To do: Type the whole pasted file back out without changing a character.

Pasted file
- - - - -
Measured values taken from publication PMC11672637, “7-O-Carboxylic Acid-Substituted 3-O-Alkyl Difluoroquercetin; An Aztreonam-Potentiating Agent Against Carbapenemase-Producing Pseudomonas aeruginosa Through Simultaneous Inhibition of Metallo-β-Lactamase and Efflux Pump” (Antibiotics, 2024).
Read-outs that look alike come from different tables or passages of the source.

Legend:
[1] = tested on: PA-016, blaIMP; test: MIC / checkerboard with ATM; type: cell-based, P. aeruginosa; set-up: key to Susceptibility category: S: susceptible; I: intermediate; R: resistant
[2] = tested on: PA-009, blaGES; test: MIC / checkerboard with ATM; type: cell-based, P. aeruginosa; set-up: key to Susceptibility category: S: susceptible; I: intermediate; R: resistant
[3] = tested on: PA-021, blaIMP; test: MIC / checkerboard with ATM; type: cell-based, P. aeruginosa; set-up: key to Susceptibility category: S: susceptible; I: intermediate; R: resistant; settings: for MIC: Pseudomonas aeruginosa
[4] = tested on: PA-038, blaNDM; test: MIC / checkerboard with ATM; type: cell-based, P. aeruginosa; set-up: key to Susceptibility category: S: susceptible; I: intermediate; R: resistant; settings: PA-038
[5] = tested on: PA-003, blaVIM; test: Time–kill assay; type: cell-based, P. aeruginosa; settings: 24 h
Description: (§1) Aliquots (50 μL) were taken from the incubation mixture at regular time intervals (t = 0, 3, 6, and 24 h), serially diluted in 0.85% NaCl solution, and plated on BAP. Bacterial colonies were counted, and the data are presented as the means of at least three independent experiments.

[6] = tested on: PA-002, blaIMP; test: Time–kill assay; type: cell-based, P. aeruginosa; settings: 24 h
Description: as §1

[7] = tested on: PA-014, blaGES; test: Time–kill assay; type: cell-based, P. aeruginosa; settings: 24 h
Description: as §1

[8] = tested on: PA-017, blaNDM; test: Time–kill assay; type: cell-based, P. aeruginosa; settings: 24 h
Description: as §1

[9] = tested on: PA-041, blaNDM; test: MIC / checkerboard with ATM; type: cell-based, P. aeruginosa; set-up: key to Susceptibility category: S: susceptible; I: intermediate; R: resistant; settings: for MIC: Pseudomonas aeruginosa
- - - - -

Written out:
Measured values taken from publication PMC11672637, “7-O-Carboxylic Acid-Substituted 3-O-Alkyl Difluoroquercetin; An Aztreonam-Potentiating Agent Against Carbapenemase-Producing Pseudomonas aeruginosa Through Simultaneous Inhibition of Metallo-β-Lactamase and Efflux Pump” (Antibiotics, 2024).
Read-outs that look alike come from different tables or passages of the source.

Legend:
[1] = tested on: PA-016, blaIMP; test: MIC / checkerboard with ATM; type: cell-based, P. aeruginosa; set-up: key to Susceptibility category: S: susceptible; I: intermediate; R: resistant
[2] = tested on: PA-009, blaGES; test: MIC / checkerboard with ATM; type: cell-based, P. aeruginosa; set-up: key to Susceptibility category: S: susceptible; I: intermediate; R: resistant
[3] = tested on: PA-021, blaIMP; test: MIC / checkerboard with ATM; type: cell-based, P. aeruginosa; set-up: key to Susceptibility category: S: susceptible; I: intermediate; R: resistant; settings: for MIC: Pseudomonas aeruginosa
[4] = tested on: PA-038, blaNDM; test: MIC / checkerboard with ATM; type: cell-based, P. aeruginosa; set-up: key to Susceptibility category: S: susceptible; I: intermediate; R: resistant; settings: PA-038
[5] = tested on: PA-003, blaVIM; test: Time–kill assay; type: cell-based, P. aeruginosa; settings: 24 h
Description: (§1) Aliquots (50 μL) were taken from the incubation mixture at regular time intervals (t = 0, 3, 6, and 24 h), serially diluted in 0.85% NaCl solution, and plated on BAP. Bacterial colonies were counted, and the data are presented as the means of at least three independent experiments.

[6] = tested on: PA-002, blaIMP; test: Time–kill assay; type: cell-based, P. aeruginosa; settings: 24 h
Description: as §1

[7] = tested on: PA-014, blaGES; test: Time–kill assay; type: cell-based, P. aeruginosa; settings: 24 h
Description: as §1

[8] = tested on: PA-017, blaNDM; test: Time–kill assay; type: cell-based, P. aeruginosa; settings: 24 h
Description: as §1

[9] = tested on: PA-041, blaNDM; test: MIC / checkerboard with ATM; type: cell-based, P. aeruginosa; set-up: key to Susceptibility category: S: susceptible; I: intermediate; R: resistant; settings: for MIC: Pseudomonas aeruginosa